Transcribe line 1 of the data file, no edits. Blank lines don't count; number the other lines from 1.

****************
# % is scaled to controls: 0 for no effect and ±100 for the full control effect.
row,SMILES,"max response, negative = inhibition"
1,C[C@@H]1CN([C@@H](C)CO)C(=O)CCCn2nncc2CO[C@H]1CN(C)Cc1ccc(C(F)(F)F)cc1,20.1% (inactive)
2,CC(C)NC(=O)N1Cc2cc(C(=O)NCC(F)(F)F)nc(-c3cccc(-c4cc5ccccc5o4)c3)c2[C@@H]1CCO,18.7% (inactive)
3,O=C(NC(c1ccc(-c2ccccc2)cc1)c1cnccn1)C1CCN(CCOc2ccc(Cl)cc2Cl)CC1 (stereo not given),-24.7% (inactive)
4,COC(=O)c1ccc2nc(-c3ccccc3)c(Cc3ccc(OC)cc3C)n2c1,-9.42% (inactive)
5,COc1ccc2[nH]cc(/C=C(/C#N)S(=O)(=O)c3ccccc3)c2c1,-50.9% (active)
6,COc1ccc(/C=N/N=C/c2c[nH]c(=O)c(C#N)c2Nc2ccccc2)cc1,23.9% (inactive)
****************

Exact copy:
# % is scaled to controls: 0 for no effect and ±100 for the full control effect.